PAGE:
The event itself is not just the show (let’s talk about a theatre show to make it simple), but the experience of being in the theatre building itself. Matthew Reason did some brilliant research which took teenagers to the Lyceum in Edinburgh to watch Othello; afterwards, he conducted discourse analysis with them to reconstruct their experience. Those who’d been to the theatre – any theatre – several times already talked animatedly about Othello. But for those new to theatre were dominated in their discourse by the experience of being in a posh building surrounded by other predominantly older people, their sense of how they ought to behave and how they’d be told off if they didn’t. Othello didn’t really feature. It takes a few goes before anyone habituates to the experience of the event of theatre.

In the experience of the interactive-immersive event for the interactive-immersive audience, sudden and surprising agency is intoxicating. I just don’t know how long that lasts before habituation and the hangover kicks in.

The tail of an experience is important. Immediately after Small Town, we found it crucial to give all the audience a glass of wine in the Historian’s Salon so that they’d all be more likely to stick with each other and talk about what had just happened. This post-liminal space becomes a decompression chamber. Because their most common question was about how they compared to other nights and other audiences (a sly way also of finding out how much agency they’d really had) then a couple of weeks after the run was finished, the Historian sent them the final chapter of his History which did just that in seeking to distil the ‘average’ Town and failing because none such existed, I liked that they received that after they thought it was over. It’d have been better if it had been a physical tangible object rather than a pdf. I’ve cherished for years the picture of the skypointing blue-footed booby which Chris Goode left in my house at the end of his home performance We Must Perform A Quirkafleeg! Every time I pick it up, I remember the show and smile. I guess programmes do the same but they are not necessarily invested with the same charge.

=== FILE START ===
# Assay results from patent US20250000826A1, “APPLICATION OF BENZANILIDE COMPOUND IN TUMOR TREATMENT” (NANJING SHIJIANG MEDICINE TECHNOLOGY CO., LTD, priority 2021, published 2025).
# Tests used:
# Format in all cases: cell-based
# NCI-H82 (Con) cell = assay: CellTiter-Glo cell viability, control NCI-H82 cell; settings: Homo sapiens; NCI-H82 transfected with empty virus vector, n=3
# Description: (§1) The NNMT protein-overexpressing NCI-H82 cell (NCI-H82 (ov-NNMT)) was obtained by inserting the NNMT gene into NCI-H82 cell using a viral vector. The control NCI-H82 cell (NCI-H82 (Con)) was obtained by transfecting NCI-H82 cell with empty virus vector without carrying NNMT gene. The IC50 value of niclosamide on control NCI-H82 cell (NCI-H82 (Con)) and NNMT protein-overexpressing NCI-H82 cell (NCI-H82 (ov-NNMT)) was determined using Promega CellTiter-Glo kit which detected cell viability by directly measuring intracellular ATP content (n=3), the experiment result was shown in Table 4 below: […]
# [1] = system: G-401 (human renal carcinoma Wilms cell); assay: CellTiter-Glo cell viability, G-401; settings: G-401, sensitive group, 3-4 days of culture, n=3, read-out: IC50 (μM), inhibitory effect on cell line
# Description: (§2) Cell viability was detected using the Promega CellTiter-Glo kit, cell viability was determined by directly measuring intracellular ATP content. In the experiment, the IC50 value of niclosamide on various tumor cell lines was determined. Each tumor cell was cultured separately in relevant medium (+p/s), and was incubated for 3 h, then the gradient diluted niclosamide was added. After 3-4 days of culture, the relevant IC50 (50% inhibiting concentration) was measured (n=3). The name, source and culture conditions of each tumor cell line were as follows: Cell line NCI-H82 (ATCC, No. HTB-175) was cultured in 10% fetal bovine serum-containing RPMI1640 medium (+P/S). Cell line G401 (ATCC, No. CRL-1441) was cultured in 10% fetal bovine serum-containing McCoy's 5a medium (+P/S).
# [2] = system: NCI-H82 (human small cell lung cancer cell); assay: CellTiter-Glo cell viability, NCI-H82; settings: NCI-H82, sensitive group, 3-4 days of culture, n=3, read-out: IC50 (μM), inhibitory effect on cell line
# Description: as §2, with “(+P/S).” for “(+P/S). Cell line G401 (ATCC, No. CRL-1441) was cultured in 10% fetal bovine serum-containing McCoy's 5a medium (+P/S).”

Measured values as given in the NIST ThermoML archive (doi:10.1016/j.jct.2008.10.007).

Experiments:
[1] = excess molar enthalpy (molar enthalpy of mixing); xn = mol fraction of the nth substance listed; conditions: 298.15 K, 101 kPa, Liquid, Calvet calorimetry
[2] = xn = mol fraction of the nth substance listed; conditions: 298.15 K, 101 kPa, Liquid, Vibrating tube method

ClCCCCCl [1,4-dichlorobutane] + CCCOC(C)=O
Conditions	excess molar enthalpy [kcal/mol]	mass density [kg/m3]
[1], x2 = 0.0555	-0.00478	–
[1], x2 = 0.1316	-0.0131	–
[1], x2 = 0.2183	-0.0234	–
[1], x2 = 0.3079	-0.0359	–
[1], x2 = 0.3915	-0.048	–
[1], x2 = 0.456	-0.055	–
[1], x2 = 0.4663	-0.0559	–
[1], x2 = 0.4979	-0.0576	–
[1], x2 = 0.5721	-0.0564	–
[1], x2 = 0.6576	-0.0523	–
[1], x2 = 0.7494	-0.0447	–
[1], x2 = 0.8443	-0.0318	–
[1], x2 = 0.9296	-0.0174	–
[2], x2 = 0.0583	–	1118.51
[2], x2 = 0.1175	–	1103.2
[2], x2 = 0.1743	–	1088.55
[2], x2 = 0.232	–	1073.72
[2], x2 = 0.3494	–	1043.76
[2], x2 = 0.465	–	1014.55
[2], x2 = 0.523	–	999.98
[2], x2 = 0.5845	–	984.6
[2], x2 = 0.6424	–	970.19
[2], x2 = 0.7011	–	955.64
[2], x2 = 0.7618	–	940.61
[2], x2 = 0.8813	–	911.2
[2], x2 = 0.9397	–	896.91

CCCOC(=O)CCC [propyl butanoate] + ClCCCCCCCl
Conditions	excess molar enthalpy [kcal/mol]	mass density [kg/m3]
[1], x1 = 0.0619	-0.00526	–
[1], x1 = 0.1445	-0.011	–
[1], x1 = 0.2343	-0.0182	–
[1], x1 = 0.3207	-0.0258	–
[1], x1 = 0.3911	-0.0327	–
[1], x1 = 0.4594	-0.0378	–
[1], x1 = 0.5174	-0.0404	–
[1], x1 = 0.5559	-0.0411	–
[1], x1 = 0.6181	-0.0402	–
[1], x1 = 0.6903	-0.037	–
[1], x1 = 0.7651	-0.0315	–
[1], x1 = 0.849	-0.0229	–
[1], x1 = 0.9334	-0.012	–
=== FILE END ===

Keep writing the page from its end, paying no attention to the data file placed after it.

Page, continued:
I also liked a thought recently tweeted by @lyngardner, that thinking and talking about a piece of theatre, necessarily transient, keeps it alive in mind. A bit like the ghosts who stick around until everyone has forgotten about them.

bookmark_borderProvocations towards an interactive dramaturgy

Immersive means the audience are present in the world of play.

Interactive means that their actions have consequence.